With their enormous fan-shaped tails and their colourful eye-catching feathers, it is difficult to imagine a peacock ever trying to hide. Peafowl have been introduced to many countries and roam under supervision of humans, keeping them safe from their natural predators. But these birds do have a number of predators in their native habitat including wild dogs, raccoons and even tigers. There are only three species of peafowl – the Indian peafowl, the green peafowl and the Congo peacock – and they are all members of the pheasant family.
Being so brightly coloured, these birds have several adaptations to help them avoid predators. The feathered tail is the most prominent feature of a peafowl, and whipping out this tail when approached can scare a predator away. At night peafowl roost in groups in high branches of leafy trees to protect themselves. Some peafowl even return to the same safe roosting site every night where they can sleep undisturbed.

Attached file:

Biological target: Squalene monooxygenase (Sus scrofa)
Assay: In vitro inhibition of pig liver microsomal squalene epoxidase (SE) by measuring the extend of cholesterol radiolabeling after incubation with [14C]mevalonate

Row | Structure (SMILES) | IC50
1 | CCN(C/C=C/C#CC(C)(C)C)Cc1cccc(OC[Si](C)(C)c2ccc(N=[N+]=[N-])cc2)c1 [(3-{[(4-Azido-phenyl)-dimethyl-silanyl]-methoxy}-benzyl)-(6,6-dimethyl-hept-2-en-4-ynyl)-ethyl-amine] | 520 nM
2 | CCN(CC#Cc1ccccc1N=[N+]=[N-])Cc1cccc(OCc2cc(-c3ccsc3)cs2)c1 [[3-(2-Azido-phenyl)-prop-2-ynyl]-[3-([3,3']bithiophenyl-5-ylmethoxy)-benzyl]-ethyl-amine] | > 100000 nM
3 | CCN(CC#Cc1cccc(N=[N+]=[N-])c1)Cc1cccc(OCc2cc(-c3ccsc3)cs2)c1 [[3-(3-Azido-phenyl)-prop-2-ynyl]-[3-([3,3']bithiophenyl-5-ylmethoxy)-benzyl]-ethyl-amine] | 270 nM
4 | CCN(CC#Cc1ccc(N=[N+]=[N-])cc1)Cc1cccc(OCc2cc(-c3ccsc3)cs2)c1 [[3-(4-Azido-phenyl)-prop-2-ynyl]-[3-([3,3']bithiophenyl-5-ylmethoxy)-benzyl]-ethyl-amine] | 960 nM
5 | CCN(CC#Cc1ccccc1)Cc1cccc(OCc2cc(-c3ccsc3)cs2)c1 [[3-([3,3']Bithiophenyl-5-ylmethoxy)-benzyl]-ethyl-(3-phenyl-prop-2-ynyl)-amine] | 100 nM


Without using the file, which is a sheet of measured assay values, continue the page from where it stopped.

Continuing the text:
Peahens (female peafowl) lay between three and eight eggs at a time and it is important to protect these from carnivores such as foxes and other egg snatchers. Their nests are built in isolated areas in thick, leafy bushes using dried gasses and twigs as camouflage to shield young peafowl from view. Peahens will also communicate with neighbouring birds to announce the presence of a predator, so other females can escape unharmed with their young.
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